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Comment Re:32-bit pointers in x32? (Score 3, Interesting) 95

If you can point me to a spreadsheet program that opens both ODS and XSLX files, is feature complete with respect to the OOXML formula specification, doesn't cost more than 100 € and runs on GNU/Linux, I will consider it :-p. Of course, it should work *better* than LibreOffice.

I ain't saying LibreOffice shines on this. I should really take the time to profile it and file a bug against it. But it works most of the time for me and gets the job done better than many other alternatives. The fact that it uses *a lot* of memory for really complex models (we are talking about a million computed cells or so, anyways), should be fixable in the long run.

Comment 32-bit pointers in x32? (Score 1) 95

The thing I keep wondering about x32 is, I have > 4 GB of RAM. If applications use 32-bit pointers, they will be able to address a virtual address space of max 4 GB. Of course, different processes can be mapped in different physical memory regions so having > 4GB of RAM still helps, but if you have memory-hungry apps (such as when you try to open complex Excel spreadsheets in LibreOffice), you will hit the 4 gigs limit. Uhm. Doesn't look as a win-win situation to me. Can someone shed some light on the subject?

Comment Why? Massive destruction, of course! (Score 4, Funny) 76

Then again, you could hack into the main system, power on the thrusters, and ram into a military-grade satellite, changing its azimuth. In the ensuing madness, small splinters get sent across the Earth orbit at high speed, finally surrounding us by the Kessler syndrome we deserve, and cutting us out of space for a good while.

Ah, you can't take away one man's apocalyptic dream. :-)

Maybe I can cut out a job as a space-sweeper.

Comment Re:Disagree (Score 1) 316

Having been married for plenty of years, I've concluded that pornography can actually quite harmful to some marriages if not most marriages.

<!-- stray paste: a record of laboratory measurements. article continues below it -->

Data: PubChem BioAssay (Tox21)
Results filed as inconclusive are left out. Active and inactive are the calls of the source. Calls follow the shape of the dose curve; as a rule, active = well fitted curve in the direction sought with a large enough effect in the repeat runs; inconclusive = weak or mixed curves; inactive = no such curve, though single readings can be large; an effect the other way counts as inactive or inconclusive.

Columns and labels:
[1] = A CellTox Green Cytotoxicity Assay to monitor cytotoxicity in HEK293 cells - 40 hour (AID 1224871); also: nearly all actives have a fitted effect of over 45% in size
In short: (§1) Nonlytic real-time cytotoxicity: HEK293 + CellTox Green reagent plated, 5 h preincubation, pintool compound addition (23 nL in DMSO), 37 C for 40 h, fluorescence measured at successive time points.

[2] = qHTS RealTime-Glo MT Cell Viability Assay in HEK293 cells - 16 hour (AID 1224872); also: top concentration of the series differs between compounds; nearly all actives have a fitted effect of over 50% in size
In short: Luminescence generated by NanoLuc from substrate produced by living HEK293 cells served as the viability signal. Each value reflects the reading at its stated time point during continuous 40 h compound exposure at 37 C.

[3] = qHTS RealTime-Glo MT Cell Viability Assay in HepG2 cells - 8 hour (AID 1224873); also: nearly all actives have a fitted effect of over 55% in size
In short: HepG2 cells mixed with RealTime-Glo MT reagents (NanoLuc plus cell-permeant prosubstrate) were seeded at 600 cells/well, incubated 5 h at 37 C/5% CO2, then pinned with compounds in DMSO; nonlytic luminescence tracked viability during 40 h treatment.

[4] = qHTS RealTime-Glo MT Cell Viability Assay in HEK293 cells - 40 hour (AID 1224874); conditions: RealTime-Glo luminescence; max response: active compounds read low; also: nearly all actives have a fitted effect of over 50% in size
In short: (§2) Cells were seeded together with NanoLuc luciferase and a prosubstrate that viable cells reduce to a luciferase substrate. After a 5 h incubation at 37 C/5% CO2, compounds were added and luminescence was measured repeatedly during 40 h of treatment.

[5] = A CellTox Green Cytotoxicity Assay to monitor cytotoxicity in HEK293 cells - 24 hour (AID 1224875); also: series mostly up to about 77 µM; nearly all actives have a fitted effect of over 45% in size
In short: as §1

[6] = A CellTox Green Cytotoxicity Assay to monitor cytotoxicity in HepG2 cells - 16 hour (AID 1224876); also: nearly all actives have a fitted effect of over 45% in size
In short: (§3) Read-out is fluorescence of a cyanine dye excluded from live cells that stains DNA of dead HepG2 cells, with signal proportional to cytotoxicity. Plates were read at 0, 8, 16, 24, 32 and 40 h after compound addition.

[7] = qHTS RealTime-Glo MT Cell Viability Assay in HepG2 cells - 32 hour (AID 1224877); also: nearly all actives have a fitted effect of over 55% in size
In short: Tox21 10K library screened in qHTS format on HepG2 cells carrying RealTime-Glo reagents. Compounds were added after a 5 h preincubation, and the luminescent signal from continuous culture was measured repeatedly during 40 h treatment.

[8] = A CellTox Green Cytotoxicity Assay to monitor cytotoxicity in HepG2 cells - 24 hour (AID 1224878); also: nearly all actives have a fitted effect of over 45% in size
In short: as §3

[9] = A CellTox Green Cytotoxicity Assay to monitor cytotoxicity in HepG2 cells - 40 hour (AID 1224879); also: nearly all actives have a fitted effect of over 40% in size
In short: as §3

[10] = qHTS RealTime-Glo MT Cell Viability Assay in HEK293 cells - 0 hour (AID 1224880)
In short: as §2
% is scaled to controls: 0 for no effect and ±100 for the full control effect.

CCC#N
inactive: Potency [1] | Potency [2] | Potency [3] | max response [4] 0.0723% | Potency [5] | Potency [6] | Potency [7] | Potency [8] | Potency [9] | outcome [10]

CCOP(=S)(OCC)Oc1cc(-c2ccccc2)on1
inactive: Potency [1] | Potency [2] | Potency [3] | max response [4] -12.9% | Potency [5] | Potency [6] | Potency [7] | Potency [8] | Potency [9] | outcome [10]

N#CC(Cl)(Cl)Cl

Would you like to elaborate exactly how? It would help us to understand how you arrived to this conclusion; it might very well be you are right, but stated like this, it is just a vague and unsupported statement.

Comment How money was spent dealing with the issue? (Score 1) 356

The case's prosecutor, Mr. Patel, said Facebook spent '$200,000 (£126,400) dealing with Mangham's crime.

That is, doing a security audit, implementing tests and fixing bugs? If you have poorly tested code, and you notice it because someone is trying to get in through the back door, you should not try to charge them for your own faults.

Hopefully, you would have spent that money anyway.

If you hadn't, then good thing someone came in before you had also to face more serious consequences (as in a public exploit or distributed attack).

Comment Before April 2009 (Score 4, Insightful) 102

passwords created before April 2009 had been stored in plain text

UPDATE users SET password = SHA1(password) WHERE created_at

There. Did it for you. Won't prevent everything getting stolen, but at least you don't give away any more passwords reusable on other websites.

I mean... seriously?? So you have to check in your code if an account has been created before and after 04/2009, and do different actions to check their credentials upon that? Yuuuck.

Comment Space around Earth is already a lot crowded (Score 2) 572

Why couldn't they nudge it out of orbit instead? Send it off to roam deep space? That would make a far more romantic end, rather than being designated space junk and dumped into the ocean.

Because they think for the future. Even a iron-screw-sized debris, if plunged against your craft at hundreds of meters per second, can leave a hole bigger than your fist, side-to-side. Depressurization of the environment is one of the possible issues that might happen because of it.

You really, really, really want to limit the amount of debris you leave in space, or you're gambling with Lady Luck. There's a big enough mess with all the satellites we put up there. A salvage operation would cost an awful sum of money. Think about going around in space searching for some centimeters-wide, potentially-harmful waste.

Pushing it in space might be romantic (agreed), but not very clever. The only good alternative would be to have it caught by another gravity well, so that it crashes on something like Jupiter. Actually, sending everything on the moon might be nice, if you want to use some scrap metal one day tomorrow to start building shipcrafts in space (sooner or later we will need to do it, if we want to push forward with space exploration).

Comment Re:risk/reward (Score 1) 493

A society's advance is measured by risk reduction, so stuff can be achieved without a large proportion of people being harmed in the process.

While risk reduction is nice and desirable, there is a problem in risk avoidance. Risk avoidance (one of the traits Geert Hofstede identified as defining a culture) might bring economical stagnation and less breakthroughs in high-risk research, among other things — my country has a very high risk avoidance ratio, btw, and I can confirm this.